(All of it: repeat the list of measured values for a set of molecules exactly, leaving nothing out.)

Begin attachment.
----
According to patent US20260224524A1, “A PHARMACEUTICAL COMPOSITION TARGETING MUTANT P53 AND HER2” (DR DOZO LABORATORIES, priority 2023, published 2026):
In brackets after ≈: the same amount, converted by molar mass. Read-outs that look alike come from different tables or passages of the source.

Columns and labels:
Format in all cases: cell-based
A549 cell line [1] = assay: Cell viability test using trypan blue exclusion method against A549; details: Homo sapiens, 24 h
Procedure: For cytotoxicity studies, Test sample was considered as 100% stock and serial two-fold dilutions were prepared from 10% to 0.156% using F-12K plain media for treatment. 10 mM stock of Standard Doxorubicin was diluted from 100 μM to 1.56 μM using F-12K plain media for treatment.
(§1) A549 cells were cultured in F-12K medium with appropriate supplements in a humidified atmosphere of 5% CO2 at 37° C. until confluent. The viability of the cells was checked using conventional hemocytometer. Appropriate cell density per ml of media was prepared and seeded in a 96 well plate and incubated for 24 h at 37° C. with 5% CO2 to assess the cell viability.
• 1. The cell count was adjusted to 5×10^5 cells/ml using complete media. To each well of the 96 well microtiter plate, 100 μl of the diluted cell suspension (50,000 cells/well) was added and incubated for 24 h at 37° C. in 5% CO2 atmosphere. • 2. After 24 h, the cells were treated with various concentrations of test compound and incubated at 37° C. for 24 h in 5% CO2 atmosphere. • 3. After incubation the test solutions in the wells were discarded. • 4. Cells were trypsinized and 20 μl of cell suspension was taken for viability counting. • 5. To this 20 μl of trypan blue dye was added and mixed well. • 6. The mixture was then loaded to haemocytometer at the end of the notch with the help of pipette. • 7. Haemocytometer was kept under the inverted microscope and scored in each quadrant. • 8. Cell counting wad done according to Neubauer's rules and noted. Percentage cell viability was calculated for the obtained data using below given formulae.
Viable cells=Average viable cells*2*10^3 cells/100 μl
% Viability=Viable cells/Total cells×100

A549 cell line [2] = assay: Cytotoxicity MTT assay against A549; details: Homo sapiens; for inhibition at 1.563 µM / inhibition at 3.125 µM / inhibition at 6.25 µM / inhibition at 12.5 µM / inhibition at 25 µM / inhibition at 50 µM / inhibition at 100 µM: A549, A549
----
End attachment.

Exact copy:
According to patent US20260224524A1, “A PHARMACEUTICAL COMPOSITION TARGETING MUTANT P53 AND HER2” (DR DOZO LABORATORIES, priority 2023, published 2026):
In brackets after ≈: the same amount, converted by molar mass. Read-outs that look alike come from different tables or passages of the source.

Columns and labels:
Format in all cases: cell-based
A549 cell line [1] = assay: Cell viability test using trypan blue exclusion method against A549; details: Homo sapiens, 24 h
Procedure: For cytotoxicity studies, Test sample was considered as 100% stock and serial two-fold dilutions were prepared from 10% to 0.156% using F-12K plain media for treatment. 10 mM stock of Standard Doxorubicin was diluted from 100 μM to 1.56 μM using F-12K plain media for treatment.
(§1) A549 cells were cultured in F-12K medium with appropriate supplements in a humidified atmosphere of 5% CO2 at 37° C. until confluent. The viability of the cells was checked using conventional hemocytometer. Appropriate cell density per ml of media was prepared and seeded in a 96 well plate and incubated for 24 h at 37° C. with 5% CO2 to assess the cell viability.
• 1. The cell count was adjusted to 5×10^5 cells/ml using complete media. To each well of the 96 well microtiter plate, 100 μl of the diluted cell suspension (50,000 cells/well) was added and incubated for 24 h at 37° C. in 5% CO2 atmosphere. • 2. After 24 h, the cells were treated with various concentrations of test compound and incubated at 37° C. for 24 h in 5% CO2 atmosphere. • 3. After incubation the test solutions in the wells were discarded. • 4. Cells were trypsinized and 20 μl of cell suspension was taken for viability counting. • 5. To this 20 μl of trypan blue dye was added and mixed well. • 6. The mixture was then loaded to haemocytometer at the end of the notch with the help of pipette. • 7. Haemocytometer was kept under the inverted microscope and scored in each quadrant. • 8. Cell counting wad done according to Neubauer's rules and noted. Percentage cell viability was calculated for the obtained data using below given formulae.
Viable cells=Average viable cells*2*10^3 cells/100 μl
% Viability=Viable cells/Total cells×100

A549 cell line [2] = assay: Cytotoxicity MTT assay against A549; details: Homo sapiens; for inhibition at 1.563 µM / inhibition at 3.125 µM / inhibition at 6.25 µM / inhibition at 12.5 µM / inhibition at 25 µM / inhibition at 50 µM / inhibition at 100 µM: A549, A549